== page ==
Wednesday, June 15, 2022

A ‘Trojan Horse’ in the Los Angeles D.A.’s Office

To a person, these prosecutors said that the problem was that Gascon had portrayed himself on the campaign trail as a progressive, and they thought that was a lie. They thought that he was captive to a radical agenda; that he wanted to blow the whole place up; that Black Lives Matter was now in charge of the criminal-justice system in Los Angeles; and that all of this was hurting the people the activists claimed to care about the most. They meant people of color, mostly Latino, some black, mostly confined to the east side of the city. The people who lived next to the freeway overpasses, between strip malls and empty lots and homeless encampments, whose kids had spent most of the past two years at home, who were always fending off disaster, who lived among the gang members and drug dealers and the dealers of illegal guns and car thieves and armed robbers. The people who needed them.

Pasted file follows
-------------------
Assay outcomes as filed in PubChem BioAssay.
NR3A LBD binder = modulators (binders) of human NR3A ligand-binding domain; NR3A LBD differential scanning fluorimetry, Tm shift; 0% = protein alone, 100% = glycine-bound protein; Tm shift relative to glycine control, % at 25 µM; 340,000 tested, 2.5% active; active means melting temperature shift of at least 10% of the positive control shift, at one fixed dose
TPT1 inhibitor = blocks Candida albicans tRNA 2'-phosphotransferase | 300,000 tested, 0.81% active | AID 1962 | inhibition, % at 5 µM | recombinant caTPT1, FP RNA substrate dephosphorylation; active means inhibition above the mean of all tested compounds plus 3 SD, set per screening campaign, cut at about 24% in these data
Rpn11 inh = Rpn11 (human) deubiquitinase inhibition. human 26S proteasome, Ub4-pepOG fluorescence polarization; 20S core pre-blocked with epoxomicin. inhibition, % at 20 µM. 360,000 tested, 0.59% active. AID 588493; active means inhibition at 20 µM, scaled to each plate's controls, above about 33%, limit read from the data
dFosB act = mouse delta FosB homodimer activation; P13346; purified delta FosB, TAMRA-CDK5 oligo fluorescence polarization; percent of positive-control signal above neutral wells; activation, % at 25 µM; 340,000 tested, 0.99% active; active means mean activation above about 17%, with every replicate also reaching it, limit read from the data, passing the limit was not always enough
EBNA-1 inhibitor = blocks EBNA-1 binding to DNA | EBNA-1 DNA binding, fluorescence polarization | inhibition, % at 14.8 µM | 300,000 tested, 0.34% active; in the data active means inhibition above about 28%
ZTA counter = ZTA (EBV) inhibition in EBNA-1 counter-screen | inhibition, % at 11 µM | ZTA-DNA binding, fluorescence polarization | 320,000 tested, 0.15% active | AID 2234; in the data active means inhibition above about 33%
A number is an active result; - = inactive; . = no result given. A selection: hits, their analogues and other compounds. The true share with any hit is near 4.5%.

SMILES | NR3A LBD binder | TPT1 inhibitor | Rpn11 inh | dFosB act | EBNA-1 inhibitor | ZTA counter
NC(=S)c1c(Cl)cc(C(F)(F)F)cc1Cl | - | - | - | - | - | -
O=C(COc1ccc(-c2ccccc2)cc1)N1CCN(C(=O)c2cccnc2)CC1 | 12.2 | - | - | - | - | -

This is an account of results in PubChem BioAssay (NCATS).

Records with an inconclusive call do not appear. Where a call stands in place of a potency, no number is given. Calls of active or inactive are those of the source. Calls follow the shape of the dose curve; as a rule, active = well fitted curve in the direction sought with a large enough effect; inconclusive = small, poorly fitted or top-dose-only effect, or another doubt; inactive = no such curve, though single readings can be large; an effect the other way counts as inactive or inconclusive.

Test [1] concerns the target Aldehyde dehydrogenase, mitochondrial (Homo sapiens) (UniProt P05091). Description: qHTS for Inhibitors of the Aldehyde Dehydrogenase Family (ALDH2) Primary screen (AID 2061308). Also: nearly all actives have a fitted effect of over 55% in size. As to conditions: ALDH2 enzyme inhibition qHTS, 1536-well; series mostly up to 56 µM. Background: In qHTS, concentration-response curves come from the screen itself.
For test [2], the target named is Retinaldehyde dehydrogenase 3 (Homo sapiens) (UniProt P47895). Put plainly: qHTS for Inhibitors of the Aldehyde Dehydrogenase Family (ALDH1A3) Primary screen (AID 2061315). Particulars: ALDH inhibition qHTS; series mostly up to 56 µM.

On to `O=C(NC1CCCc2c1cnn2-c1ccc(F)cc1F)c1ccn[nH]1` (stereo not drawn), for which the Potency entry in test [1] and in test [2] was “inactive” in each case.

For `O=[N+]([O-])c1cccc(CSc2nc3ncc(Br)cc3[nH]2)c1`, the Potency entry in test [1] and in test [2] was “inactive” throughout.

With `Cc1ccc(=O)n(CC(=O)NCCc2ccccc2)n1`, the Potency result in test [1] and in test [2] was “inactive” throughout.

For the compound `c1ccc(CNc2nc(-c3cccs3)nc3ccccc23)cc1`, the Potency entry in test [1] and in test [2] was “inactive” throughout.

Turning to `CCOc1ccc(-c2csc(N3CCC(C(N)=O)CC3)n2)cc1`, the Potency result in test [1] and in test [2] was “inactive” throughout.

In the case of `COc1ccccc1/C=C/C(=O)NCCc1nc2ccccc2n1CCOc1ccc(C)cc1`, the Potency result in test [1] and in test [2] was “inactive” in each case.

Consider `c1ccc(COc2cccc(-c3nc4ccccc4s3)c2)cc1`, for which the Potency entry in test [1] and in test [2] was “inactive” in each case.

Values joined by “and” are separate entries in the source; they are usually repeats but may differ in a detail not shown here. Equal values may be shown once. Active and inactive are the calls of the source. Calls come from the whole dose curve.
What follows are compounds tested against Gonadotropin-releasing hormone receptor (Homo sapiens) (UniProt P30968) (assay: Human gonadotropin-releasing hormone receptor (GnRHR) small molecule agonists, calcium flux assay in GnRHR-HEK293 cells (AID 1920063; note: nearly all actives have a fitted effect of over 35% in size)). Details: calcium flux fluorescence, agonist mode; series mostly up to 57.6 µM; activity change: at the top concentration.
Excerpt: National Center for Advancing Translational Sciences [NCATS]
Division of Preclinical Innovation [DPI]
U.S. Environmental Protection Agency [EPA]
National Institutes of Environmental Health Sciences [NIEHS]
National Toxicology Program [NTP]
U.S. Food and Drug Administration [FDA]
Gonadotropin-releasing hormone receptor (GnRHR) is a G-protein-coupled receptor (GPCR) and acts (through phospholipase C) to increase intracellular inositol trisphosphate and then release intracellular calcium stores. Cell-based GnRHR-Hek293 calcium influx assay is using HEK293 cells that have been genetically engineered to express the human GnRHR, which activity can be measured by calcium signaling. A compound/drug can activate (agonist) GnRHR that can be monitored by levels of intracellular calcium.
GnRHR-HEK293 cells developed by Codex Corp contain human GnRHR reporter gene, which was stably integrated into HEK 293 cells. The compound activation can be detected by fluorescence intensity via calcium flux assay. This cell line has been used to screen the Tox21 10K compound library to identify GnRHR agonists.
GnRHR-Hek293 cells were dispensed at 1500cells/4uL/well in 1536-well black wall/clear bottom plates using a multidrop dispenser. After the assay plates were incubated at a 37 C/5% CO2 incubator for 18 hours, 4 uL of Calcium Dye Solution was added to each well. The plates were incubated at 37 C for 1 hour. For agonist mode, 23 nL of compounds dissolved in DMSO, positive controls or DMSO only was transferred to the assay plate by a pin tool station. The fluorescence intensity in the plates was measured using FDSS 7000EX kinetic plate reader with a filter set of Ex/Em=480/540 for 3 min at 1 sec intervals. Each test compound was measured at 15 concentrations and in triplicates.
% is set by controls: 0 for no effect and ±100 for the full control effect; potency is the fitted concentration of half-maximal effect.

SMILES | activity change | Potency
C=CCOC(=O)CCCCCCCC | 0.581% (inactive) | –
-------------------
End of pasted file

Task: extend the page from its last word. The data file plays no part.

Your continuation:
Gascon didn’t see it that way, of course. He imagined himself a man of the future—forward-looking, free of the old assumptions about cops and prosecutors and the meaning of criminal justice. “I have instituted a series of reforms based on data and science that will enhance safety while reducing racial disparities and the misuse of incarceration,” he said in March 2021, while reflecting on his first few months in office. “Our efforts to transform a dated approach that creates more crime, victims and inequities are just beginning.”


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